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Witness in the Territories | The Nation

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Witness in the Territories

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In the last days of March, at the end of a five-day voyage with seven fellow members of the International Parliament of Writers (IPW) through the battered archipelago of reservations that make up the Palestinian territories, I met for breakfast at the King David Inter-Continental Hotel in Tel Aviv with two young

About the Author

Russell Banks
Russell Banks, president of the International Parliament of Writers, is the author of fourteen books of fiction, most...

leaders of the so-called refuseniks, the members of the Israel Defense Forces (IDF) who have publicly declared their refusal to serve in the occupied territories. These men are not peaceniks or pacifists; they're not of the left or veterans of the now-demoralized Israeli peace movement; and they are certainly not cowards. They are Zionists, university-educated, articulate, patriotic sons of Israel, and their stand has become in these terrible dark days the most serious challenge that anyone has put to Israel's moral credibility from inside the family.

We met alone and at their request. They wished to meet with me, they said, because of my role as president of the IPW and leader of the delegation, but mainly because they had learned from the Internet that I was an American who had been involved in the anti-Vietnam War movement in the 1960s and '70s. They wanted avuncular advice from someone who, in the context of the Israeli-Palestinian conflict, was thought likely to identify with their decision to stand apart from their nation's oppressive policy against the Palestinian people. This conversation took place two days after the sickening suicide bombing of the Passover celebration in Netanya, north of Tel Aviv, and a day before Israeli Prime Minister Ariel Sharon declared PLO chairman Yasir Arafat his "enemy" and launched Operation Defensive Shield with a brutal assault on Ramallah. The young men knew that everything was now about to get much worse for both the Palestinians and the Israelis, and they needed to decide what to do next. My advice was simple: Make it a single-issue movement; broaden your base to include women and men from every rank and Israelis of every type; and keep it in the family. Then speak truth to power.

At this writing, there are 404 refuseniks, with ten or more joining their ranks every week. Events of early April may accelerate that rate, or they may have the opposite effect. We cannot know. I asked them what had moved them to separate themselves from their brothers and sisters in the IDF and invite rage and confusion from their fathers and mothers and prison sentences from their government. What had made them willing to be called at best naïve and at worst cowards and self-hating Jews? For this is indeed what these young men face daily in the Israeli press and in their homes. Their eyes were opened, and their minds were changed, they said, when they were assigned to duty in the West Bank and the other Palestinian territories. There they saw everything that I and my fellow writers in the IPW delegation had seen in the preceding five days as we traveled from Tel Aviv to Ramallah, passed through the cities and towns of the West Bank and descended into Gaza, where we visited the refugee camps, gazed mournfully on the violent destruction of whole neighborhoods and villages, witnessed the deliberate, calculated humiliation of the checkpoints and saw for the first time the appalling scale, dominance and encroachment of the Jewish settlements.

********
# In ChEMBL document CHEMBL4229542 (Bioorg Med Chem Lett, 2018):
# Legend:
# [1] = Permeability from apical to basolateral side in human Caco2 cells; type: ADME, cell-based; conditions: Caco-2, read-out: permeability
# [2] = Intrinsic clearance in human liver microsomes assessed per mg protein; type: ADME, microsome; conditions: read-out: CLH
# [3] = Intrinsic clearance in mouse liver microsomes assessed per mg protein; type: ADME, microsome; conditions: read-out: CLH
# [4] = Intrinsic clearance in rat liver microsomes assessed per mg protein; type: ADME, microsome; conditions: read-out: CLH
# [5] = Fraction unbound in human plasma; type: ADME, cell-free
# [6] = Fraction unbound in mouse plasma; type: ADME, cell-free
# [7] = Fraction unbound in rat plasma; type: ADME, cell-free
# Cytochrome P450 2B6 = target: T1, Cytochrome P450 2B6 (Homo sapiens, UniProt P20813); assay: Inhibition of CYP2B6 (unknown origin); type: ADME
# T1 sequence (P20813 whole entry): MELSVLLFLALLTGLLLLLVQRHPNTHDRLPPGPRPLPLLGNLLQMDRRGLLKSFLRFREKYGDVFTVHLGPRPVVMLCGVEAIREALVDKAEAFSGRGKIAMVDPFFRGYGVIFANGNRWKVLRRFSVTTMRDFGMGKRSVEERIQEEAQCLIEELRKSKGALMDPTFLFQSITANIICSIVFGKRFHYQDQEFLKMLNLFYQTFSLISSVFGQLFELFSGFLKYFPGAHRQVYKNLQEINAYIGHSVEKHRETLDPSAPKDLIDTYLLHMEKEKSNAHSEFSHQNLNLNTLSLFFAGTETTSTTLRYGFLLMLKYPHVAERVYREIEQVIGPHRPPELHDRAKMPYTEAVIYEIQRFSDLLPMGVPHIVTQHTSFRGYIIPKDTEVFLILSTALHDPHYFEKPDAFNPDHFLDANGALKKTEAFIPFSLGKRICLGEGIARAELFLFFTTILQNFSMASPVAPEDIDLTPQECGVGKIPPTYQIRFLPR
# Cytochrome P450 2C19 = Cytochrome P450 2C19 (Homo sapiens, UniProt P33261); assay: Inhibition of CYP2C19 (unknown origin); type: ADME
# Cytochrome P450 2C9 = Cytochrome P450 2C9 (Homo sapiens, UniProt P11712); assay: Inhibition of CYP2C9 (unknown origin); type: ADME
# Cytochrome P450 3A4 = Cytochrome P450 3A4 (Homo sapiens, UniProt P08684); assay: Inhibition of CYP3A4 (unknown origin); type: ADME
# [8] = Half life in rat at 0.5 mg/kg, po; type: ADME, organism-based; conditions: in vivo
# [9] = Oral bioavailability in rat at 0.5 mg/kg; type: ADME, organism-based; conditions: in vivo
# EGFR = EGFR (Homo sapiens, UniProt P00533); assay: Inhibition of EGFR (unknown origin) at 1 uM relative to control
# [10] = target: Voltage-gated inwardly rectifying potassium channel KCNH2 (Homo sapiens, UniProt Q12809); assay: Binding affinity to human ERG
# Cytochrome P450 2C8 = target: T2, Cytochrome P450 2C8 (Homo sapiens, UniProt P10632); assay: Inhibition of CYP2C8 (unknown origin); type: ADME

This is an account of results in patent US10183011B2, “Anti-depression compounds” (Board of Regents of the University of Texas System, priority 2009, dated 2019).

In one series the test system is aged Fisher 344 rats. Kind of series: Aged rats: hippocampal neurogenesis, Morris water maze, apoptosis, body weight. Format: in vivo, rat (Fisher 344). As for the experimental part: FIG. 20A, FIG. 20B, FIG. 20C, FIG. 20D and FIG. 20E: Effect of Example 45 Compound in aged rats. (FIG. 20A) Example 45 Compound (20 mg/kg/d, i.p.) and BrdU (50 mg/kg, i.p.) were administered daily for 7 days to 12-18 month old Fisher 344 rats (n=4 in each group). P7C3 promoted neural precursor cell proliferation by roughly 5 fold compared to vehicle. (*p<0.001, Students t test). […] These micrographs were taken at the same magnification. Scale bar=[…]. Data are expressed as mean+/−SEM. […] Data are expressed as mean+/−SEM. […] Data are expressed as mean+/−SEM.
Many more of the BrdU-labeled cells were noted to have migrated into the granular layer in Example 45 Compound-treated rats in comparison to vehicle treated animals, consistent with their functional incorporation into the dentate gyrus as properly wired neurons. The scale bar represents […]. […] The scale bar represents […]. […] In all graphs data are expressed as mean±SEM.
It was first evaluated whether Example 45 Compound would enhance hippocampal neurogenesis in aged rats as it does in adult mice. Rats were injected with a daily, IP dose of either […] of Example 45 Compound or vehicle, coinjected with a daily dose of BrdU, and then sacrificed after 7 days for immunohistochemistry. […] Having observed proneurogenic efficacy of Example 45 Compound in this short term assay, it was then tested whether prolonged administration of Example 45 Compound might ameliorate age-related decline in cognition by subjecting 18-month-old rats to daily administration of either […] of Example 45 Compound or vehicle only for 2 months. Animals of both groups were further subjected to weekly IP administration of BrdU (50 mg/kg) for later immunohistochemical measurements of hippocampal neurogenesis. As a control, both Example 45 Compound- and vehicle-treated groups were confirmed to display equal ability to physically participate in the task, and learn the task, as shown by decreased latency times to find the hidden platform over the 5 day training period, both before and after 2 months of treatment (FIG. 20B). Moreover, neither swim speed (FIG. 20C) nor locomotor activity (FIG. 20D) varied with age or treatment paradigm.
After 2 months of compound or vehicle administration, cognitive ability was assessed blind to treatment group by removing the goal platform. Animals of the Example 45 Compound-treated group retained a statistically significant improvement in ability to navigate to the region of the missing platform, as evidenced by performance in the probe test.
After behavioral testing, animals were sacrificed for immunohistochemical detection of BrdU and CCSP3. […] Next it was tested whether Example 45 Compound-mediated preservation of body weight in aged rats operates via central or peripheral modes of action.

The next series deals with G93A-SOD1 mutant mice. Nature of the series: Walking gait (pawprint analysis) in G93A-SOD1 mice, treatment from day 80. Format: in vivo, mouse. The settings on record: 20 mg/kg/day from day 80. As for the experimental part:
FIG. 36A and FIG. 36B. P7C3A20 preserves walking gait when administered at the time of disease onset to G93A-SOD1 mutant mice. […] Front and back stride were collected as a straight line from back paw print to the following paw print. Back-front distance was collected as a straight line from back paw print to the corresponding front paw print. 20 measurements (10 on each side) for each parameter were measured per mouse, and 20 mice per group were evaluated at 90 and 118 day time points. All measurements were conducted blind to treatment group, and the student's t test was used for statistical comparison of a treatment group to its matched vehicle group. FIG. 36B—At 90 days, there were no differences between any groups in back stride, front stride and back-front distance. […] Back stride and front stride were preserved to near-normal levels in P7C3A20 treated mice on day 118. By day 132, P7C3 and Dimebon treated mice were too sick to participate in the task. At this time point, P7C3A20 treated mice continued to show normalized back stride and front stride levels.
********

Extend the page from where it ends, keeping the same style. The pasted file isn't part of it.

Our delegation had traveled to the Middle East from four continents: From Africa came the Nigerian Nobelist Wole Soyinka and the South African poet and memoirist Breyten Breytenbach; from China, the dissident poet Bei Dao; from Europe, the Spanish novelist Juan Goytisolo, Portugal's Nobelist José Saramago, Italian novelist Vincenzo Consolo and the French writer and secretary general of the IPW, Christian Salmon; and from North America, myself, a novelist of the United States. We came in response to a plea from one of IPW's founding members, the great Palestinian poet Mahmoud Darwish, to express our solidarity with him and his fellow Palestinian poets and writers whose living and working conditions have increasingly come to resemble house arrest. The International Parliament of Writers is not a human rights organization or an NGO; it is simply a loose collective of poets and storytellers committed to aiding in as concrete a way as possible our fellow writers who find themselves under physical threat or political control because of their work as writers. Darwish and his colleagues, most of them based in Ramallah and elsewhere in the Palestinian territories, have for a year and half been enduring conditions that we believe are intolerable, conditions that must be condemned by those of us who are free.

By the same token, in expressing our solidarity with Darwish and his colleagues and in bearing witness to their intolerable circumstances, we were expressing solidarity with the people whose daily lives and history are celebrated in the poetry and stories of the Palestinian artists. To stand beside Neruda is to stand beside the Chilean people; to celebrate Whitman is to celebrate the American people. Governments and politicians, I'm sorry to say, usually have to look out for themselves. We came to the Palestinian territories, therefore, to see with our own eyes and hear with our own ears what was happening to the Palestinian people.

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